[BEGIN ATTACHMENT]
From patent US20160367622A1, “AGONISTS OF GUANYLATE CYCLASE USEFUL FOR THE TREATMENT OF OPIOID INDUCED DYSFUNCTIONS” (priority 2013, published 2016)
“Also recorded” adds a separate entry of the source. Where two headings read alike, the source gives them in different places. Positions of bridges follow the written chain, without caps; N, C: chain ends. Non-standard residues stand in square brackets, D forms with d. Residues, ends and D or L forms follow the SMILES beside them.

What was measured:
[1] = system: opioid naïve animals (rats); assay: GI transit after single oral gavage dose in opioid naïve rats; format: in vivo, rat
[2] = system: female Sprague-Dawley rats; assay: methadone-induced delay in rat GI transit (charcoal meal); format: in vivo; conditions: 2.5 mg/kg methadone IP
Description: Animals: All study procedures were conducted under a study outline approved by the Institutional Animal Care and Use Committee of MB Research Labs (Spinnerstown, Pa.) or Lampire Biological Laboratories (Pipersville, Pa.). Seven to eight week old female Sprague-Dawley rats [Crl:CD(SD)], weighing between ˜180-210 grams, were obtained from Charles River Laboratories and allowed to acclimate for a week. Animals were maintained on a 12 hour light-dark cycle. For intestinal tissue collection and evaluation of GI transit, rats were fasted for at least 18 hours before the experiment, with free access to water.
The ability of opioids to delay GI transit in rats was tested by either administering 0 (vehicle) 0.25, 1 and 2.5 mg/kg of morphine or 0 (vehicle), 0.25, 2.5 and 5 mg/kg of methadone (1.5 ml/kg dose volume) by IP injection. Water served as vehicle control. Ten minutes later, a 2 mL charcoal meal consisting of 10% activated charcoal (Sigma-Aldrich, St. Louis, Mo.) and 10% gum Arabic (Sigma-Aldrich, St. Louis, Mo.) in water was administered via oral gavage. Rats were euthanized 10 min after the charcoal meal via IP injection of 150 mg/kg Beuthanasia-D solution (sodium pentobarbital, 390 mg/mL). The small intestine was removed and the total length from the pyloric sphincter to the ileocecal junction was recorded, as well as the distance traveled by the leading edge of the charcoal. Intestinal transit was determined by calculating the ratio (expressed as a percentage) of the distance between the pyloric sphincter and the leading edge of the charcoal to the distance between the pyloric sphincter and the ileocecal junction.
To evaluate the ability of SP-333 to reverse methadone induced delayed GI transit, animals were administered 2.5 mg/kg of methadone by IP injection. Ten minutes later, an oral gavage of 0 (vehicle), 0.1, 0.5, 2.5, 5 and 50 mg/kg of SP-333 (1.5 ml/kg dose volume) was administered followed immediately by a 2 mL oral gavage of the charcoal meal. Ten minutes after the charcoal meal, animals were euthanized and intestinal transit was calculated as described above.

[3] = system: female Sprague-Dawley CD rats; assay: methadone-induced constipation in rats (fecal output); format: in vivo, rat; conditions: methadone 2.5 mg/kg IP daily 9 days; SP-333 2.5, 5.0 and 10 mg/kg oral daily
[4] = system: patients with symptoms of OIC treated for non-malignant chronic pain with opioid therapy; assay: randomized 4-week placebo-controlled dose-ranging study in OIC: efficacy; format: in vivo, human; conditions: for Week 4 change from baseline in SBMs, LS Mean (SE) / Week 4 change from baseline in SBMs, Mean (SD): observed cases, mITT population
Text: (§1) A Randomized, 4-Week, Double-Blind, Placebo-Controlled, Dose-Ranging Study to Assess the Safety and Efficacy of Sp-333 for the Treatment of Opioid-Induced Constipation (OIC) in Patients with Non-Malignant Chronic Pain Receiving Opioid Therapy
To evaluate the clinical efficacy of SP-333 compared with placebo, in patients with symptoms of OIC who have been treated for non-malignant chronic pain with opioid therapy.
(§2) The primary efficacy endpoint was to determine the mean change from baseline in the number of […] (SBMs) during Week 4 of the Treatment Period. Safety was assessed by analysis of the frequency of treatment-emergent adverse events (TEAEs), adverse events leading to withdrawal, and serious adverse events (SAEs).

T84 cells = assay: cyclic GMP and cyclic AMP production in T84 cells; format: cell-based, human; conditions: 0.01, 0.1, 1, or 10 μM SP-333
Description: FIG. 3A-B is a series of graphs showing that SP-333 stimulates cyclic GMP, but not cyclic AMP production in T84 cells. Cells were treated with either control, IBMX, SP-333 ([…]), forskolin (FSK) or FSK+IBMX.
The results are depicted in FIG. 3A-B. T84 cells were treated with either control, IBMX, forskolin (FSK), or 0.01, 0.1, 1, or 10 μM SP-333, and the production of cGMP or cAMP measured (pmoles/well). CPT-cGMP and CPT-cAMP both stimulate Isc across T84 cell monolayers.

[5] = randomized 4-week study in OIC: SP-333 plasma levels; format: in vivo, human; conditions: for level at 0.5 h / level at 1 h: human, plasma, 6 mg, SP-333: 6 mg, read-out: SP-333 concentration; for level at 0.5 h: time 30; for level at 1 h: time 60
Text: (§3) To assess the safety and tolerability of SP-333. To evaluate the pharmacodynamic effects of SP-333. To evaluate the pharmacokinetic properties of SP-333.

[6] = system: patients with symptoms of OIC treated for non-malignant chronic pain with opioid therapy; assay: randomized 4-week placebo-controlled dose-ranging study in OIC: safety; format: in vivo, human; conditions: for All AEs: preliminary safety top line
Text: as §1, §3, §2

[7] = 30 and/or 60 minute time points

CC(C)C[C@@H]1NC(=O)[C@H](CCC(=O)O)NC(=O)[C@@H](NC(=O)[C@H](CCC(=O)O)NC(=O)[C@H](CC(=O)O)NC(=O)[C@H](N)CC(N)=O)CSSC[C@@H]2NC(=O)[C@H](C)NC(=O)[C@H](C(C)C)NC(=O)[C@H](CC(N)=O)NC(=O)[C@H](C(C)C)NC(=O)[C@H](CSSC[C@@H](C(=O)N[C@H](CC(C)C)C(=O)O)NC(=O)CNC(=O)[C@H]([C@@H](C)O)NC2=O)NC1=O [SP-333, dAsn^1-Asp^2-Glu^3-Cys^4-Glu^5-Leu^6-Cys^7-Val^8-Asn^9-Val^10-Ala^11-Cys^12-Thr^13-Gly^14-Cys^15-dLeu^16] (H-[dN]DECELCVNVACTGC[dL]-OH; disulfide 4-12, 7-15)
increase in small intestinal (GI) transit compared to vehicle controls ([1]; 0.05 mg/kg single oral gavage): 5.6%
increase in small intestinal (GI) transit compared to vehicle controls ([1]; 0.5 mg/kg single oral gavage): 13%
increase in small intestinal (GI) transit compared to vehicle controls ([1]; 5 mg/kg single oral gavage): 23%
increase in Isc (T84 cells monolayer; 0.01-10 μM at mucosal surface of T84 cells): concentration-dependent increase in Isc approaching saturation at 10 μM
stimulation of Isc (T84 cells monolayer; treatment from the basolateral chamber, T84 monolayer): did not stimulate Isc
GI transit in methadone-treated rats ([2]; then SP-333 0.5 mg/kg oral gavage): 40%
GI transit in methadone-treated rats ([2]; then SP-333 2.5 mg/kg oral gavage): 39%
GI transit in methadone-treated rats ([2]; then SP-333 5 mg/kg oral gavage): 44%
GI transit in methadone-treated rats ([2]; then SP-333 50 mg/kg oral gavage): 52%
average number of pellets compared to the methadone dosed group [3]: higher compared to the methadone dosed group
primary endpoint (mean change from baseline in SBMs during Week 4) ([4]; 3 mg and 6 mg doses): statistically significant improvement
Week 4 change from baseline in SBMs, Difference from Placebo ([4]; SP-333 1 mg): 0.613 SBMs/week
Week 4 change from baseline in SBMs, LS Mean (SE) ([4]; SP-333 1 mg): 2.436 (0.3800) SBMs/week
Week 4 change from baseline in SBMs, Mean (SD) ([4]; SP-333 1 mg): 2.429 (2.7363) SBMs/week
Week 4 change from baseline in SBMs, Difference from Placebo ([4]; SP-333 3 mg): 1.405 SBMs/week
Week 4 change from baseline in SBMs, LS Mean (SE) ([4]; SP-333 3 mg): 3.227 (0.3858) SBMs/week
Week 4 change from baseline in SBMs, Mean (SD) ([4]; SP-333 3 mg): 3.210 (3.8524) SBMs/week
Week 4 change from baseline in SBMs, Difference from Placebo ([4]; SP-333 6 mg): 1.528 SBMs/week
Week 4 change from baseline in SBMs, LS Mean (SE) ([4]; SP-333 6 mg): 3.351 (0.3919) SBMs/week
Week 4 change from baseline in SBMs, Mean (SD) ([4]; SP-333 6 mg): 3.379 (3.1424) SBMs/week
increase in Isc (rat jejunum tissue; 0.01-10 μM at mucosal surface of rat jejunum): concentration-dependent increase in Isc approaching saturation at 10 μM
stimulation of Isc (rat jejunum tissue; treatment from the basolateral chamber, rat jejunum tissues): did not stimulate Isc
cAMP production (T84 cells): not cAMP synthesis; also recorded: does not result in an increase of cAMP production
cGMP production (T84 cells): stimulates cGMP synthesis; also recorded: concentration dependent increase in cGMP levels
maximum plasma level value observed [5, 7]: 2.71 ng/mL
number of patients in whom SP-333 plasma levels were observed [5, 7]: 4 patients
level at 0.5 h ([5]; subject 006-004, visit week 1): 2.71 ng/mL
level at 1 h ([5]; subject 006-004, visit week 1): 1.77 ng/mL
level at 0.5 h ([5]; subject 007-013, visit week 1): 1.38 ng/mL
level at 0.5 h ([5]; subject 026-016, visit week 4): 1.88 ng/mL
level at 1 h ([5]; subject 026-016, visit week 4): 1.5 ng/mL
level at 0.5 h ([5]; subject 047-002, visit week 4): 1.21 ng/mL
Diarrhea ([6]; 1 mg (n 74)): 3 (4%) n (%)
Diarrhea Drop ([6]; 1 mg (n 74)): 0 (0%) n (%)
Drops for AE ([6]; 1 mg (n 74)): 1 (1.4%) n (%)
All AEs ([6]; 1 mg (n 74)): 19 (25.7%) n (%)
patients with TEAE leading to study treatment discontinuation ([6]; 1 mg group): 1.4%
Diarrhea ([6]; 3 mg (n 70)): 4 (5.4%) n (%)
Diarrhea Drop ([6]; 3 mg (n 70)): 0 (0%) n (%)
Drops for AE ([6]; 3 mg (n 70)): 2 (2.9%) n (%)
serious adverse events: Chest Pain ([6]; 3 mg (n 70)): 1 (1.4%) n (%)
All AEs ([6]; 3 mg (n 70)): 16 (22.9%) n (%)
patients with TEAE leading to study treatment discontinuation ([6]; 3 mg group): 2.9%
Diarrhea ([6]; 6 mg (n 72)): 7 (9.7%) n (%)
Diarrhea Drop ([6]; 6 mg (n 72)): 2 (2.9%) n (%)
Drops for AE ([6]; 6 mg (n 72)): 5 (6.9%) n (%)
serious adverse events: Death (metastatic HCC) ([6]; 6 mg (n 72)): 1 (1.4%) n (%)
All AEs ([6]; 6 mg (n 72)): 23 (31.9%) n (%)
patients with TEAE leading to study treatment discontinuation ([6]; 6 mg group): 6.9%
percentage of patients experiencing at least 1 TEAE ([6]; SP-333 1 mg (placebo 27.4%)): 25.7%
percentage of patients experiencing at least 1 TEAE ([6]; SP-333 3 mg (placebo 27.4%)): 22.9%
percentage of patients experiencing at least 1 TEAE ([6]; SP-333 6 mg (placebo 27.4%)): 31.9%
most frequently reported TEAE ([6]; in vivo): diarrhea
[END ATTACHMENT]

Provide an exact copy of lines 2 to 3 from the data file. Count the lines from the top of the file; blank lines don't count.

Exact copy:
“Also recorded” adds a separate entry of the source. Where two headings read alike, the source gives them in different places. Positions of bridges follow the written chain, without caps; N, C: chain ends. Non-standard residues stand in square brackets, D forms with d. Residues, ends and D or L forms follow the SMILES beside them.

What was measured: